On Friday, Jordan and I went to the AZ Game & Fish Outdoor Expo. There were "educational presentations and interactive demonstrations" that were held throughout the day, including a fishing pond (real fishing), archery education, and classes on various types of native wildlife. Unfortunately, by the time we got there, the archery classes were full - and that was the thing Jordan had most wanted to do. We still managed to have a good time - and learn a thing or two.
The Phoenix Herpetological Society brought a rather large assortment of lizards, including some very large monitors, iguanas, and even an alligator. Believe it or not, the large lizards (gator too!) were set out in a penned area for people to come and pet. Admittedly, the alligator DID have its mouth taped closed, but she was the only one, and really all they did was lie in the sun. And alligator skin is dry and tough, and feels (according to Jordan) "like it's got little rocks embedded in it."
The Arizona Falconers Association were there, educating us about the sport of falconry, the different types of birds used, and the differences between them. This was a very popular display because they had a Golden Eagle, a juvenile Peregrine Falcon, and (I believe) an immature Gyrfalcon. The birds are amazing, and amazingly beautiful. Unlike pet birds, these birds do not enjoy "petting" by their handlers because grooming by others is not something that would naturally occur. They also provide information on how to get started in falconry, but are quick to point out that it is a long-term sport, taking (for example) at least 25 years to be able to handle a golden eagle.
At the AZ Game & Fish, Kingman District display, we learn about how bighorn sheep are tracked, got to handle and examine the collars they use, and learned about the reintroduction of native species. Like the black-footed ferrets that were recently released in the Seligman area.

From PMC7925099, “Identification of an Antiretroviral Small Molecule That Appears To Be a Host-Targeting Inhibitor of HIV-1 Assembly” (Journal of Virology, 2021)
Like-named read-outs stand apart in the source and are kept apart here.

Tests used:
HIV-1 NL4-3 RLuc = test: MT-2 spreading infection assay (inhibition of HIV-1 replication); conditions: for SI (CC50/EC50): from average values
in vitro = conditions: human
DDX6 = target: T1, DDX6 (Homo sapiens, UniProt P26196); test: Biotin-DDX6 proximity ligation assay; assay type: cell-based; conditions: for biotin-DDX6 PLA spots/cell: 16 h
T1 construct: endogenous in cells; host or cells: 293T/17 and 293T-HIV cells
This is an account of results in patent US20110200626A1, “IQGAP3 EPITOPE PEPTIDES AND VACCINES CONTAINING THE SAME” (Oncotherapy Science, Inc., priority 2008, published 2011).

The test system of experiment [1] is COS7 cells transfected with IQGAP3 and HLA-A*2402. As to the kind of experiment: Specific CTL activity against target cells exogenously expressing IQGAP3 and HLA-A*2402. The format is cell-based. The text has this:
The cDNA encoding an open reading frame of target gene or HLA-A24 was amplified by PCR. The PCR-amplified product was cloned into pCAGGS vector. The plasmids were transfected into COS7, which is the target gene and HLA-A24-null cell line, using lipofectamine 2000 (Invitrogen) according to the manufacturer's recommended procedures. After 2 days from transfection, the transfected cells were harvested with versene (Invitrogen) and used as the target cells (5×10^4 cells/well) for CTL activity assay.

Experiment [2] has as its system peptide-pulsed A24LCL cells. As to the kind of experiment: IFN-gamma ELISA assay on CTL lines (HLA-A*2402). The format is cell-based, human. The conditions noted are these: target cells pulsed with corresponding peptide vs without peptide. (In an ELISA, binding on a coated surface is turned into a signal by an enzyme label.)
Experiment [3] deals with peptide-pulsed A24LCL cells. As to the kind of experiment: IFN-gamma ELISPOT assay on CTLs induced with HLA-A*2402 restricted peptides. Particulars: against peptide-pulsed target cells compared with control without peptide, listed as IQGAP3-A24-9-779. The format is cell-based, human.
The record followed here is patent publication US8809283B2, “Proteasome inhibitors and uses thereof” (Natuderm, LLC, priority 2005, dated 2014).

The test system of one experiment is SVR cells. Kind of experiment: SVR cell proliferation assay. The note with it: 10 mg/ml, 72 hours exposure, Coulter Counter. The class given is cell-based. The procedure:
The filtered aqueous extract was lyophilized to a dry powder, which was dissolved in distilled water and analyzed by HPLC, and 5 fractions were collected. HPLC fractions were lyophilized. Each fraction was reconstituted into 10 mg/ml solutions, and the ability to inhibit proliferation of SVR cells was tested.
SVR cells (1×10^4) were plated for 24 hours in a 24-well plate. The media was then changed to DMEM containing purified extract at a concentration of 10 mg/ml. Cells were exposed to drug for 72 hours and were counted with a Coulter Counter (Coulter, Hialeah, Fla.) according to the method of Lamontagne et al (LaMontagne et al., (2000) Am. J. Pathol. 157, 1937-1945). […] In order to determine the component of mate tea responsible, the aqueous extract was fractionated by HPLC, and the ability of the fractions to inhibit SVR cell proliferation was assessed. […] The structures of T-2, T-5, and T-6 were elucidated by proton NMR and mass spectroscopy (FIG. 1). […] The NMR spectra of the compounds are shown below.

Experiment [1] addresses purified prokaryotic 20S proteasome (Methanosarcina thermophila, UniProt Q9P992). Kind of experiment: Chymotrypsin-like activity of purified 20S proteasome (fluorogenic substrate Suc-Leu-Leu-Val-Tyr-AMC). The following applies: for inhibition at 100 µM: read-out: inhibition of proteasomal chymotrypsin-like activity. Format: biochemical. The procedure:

The Arizona Trappers Association had a selection of pelts from animals found in the state. In addition to the expected coyote, rabbit, and mountain lion, there were 2 varieties of foxes (red and grey), wolf, bobcat, raccoon, badger, beaver, and more. I hadn't been aware that there were any beaver or badgers here. It was also interesting to learn that the beaver has a double coat, much like many of the animals whose fiber we spin, and it was the downy undercoat that was used to make hats. The manufacture of those hats, according to the volunteer at the booth, is where we get the term "mad as a hatter" because the processing involved mercury to remove the guard hair, and being around the fumes all the time literally left the men mad.
The fishing was catch and release with barbless hooks, the fish were very small, and by the time we made it there, the fish were all huddling together trying very hard NOT to be caught anymore. They were successful. Or rather, Jordan wasn't able to catch one, despite several good nibbles. Fishing isn't his favorite, however, so he wasn't too disappointed.
Wildflowers, and the birds they attract were the topic of discussion at the Nina Mason Pulliam Rio Salado Audobon Center display. This was another packed exhibit, as they had seeds available for the students to make their own wildflower seed packets. I talked a very reluctant Jordan into putting one together for me, but due to his complete lack of interest, didn't stay long.
The Adobe Mountain Wildlife Center had a wide variety of animals with them, and volunteers who were knowledgeable about them. Some of the animals we saw were an opossum, a skunk, a heron, several prairie dogs, a ringtail (Bassariscus astutus) - which is the state mammal, and several varieties of owls. One thing we learned is that the majority of the owls that we have in our neighborhood are burrowing owls - very cute, and that we also have a few horned owls.
Our final stop for the day was the animal sounds display. Jordan particularly enjoyed this one, and we found it very interesting that the sound a western screech owl makes is quite pleasant - a gentle repeating "who" that starts slower and speeds up at the end, while the barn owl has a truly hideous screech. (The links will take you to a page where you can listen to them and decide for yourself.) We think they got the whole naming thing wrong. The coyote call is one of the most recognizable wildlife sounds in Arizona, the Steller's Jay sounds a lot like its crow cousins, and the growl of a black bear (scroll down about 2/3 of the way to the Match That Bear Sound! heading) sounds a bit like a lion.
I had forgotten my camera, but figured I had it covered with the camera on my cell phone. And I took a lot of pictures, loaded them onto my computer, and cannot get a single one of them to load. (Sigh) Yet another reason for me to love technology. Anyway, the above links will take you to some excellent websites and photos.
And I'll be back soon with the regularly scheduled fiber-y goodness.